Court documents show Terri Lynn Zinzer has a long history of walking into homes where she does not live and making herself at home. Most recently, she’s accused of doing that Friday afternoon, after a woman came home to find a strange woman napping in her bed and wearing one of her dresses.
“My mom yelled for her to get out,” said Drew Doty, who lives at the apartment that was broken into. “At first (my mom) thought it was my sister, maybe my sister had come over if she wasn’t feeling well or something like that. As she got closer, she realized it was a random woman in her bed, just taking a nap under the covers. She even poured herself a cup of coffee from our coffee pot.”
With the door deadbolted, they believe the stranger got in through the side window. Doty wasn’t home at the time but said a neighbor heard Doty’s mom yelling and came to help before the police arrived. By then, the stranger barricaded herself in the bathroom.
“After about 45 minutes, the police used a battering ram to get the door down,” said Doty. “To have someone violate your space like that, it really cuts into your feeling of safety. It was incredibly shocking.”
Most recently, a different homeowner said they caught Zinzer napping in their son’s bed — all of it caught on camera before the person ran off.
“She started by going up to my neighbor two doors down and urinating on their porch, and then she came directly over to my house, came in, crawled up into the bed, and that whole thing happened,” Kelsey Smith told KOIN on September 14. “They actually found her 5 minutes later around the corner trying to break into somebody else’s house.”
Zinzer — whose name has also been spelled Zinser — is homeless, according to court records. A few of the people whose homes were broken into told KOIN it’s likely she needs treatment but worry that won’t happen if she’s continually let back out.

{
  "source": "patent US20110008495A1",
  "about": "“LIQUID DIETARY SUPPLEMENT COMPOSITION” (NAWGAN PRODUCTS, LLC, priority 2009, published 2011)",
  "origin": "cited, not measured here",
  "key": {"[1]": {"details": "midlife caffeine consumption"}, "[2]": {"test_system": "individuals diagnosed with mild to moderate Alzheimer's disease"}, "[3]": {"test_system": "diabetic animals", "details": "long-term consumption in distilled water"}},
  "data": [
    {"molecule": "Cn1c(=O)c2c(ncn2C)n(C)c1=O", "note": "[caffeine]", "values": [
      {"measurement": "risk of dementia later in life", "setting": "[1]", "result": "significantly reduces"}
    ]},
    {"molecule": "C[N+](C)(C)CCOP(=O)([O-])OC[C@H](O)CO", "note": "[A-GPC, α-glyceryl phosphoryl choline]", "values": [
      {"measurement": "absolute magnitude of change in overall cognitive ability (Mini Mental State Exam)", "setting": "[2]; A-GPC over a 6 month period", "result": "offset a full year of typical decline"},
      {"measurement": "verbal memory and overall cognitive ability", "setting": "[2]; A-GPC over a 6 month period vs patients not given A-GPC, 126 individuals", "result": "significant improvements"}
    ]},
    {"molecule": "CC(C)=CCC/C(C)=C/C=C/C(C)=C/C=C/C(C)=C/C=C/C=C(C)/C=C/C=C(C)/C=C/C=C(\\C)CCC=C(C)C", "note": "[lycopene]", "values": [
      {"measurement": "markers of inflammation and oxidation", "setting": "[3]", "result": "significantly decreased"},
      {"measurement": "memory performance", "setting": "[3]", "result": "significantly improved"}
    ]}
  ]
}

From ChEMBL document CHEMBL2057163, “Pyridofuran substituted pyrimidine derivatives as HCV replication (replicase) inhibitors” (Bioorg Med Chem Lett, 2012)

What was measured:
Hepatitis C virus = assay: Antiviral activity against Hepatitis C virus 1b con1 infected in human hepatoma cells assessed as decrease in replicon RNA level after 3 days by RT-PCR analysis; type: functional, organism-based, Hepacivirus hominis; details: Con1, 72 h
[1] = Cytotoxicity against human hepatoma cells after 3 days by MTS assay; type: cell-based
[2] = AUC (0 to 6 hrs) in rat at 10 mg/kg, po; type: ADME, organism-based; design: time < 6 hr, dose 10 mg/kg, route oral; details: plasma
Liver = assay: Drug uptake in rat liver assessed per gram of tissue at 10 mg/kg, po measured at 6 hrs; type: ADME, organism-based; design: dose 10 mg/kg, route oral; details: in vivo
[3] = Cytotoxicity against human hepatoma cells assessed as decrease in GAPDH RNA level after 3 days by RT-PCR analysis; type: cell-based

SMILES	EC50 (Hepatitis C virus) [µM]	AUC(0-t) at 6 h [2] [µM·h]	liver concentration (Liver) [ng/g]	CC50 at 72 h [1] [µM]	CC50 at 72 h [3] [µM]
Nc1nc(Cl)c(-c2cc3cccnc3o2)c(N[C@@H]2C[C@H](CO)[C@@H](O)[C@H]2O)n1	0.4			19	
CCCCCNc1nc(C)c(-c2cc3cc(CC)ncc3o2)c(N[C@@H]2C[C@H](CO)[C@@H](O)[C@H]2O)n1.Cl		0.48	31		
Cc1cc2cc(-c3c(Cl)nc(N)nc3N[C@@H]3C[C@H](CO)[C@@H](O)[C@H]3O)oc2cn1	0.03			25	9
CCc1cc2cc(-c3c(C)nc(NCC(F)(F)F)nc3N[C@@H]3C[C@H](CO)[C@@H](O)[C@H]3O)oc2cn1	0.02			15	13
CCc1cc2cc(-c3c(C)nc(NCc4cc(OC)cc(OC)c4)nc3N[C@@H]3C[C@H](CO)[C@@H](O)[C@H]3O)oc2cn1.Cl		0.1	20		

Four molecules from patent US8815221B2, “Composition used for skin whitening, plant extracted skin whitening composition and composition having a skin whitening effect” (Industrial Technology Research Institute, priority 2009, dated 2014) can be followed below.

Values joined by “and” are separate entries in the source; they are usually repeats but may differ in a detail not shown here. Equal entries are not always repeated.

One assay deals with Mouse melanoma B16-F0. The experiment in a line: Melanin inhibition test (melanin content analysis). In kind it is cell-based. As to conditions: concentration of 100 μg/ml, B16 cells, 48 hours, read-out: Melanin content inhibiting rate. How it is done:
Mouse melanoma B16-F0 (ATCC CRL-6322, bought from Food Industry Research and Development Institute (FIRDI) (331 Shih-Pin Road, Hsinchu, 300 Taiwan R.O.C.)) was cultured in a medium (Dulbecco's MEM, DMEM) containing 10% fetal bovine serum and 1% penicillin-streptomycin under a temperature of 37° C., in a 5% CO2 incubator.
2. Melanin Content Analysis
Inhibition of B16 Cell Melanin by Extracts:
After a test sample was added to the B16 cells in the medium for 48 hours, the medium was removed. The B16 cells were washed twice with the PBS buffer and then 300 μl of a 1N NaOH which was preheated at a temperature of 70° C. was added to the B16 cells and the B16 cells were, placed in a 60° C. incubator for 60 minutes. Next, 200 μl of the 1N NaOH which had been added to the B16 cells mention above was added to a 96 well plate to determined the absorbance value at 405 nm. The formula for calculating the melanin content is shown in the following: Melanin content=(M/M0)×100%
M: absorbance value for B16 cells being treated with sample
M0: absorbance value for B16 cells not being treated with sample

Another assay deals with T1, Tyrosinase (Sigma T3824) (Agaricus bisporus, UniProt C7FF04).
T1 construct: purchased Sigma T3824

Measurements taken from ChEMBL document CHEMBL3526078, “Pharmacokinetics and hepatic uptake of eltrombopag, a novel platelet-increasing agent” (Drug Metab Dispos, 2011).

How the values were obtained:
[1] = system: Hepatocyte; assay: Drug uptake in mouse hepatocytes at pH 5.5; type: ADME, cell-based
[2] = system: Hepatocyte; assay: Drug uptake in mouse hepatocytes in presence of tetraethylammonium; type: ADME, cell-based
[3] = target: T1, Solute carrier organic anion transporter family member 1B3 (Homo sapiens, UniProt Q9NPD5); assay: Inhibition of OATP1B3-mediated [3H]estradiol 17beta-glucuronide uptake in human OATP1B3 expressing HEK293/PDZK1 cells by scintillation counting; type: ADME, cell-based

“They’re not doing enough to get help for these people who have these mental health crises,” Smith said last month. “They’re not doing enough to keep these people off the streets, they’re not doing enough for the homeless population.”
Just last week, the Multnomah County DA’s office told KOIN that Zinzer’s similar cases were dismissed because the court can’t force her to go into mental health treatment. Even after recently spending months at the Oregon State Hospital, staff reported not being able to restore her capacity and ability to work with a court-appointed lawyer.
They’re still working to see if they can go forward with prosecution. KOIN reached out to the DA’s office on Monday for an updated response to this newest charge but has not heard back yet.
According to court records, Zinzer was taken into custody last week. She’s been combative and considered a threat to staff. She was also supposed to be arraigned Monday but reportedly refused to come to court. The arraignment is now rescheduled for Tuesday.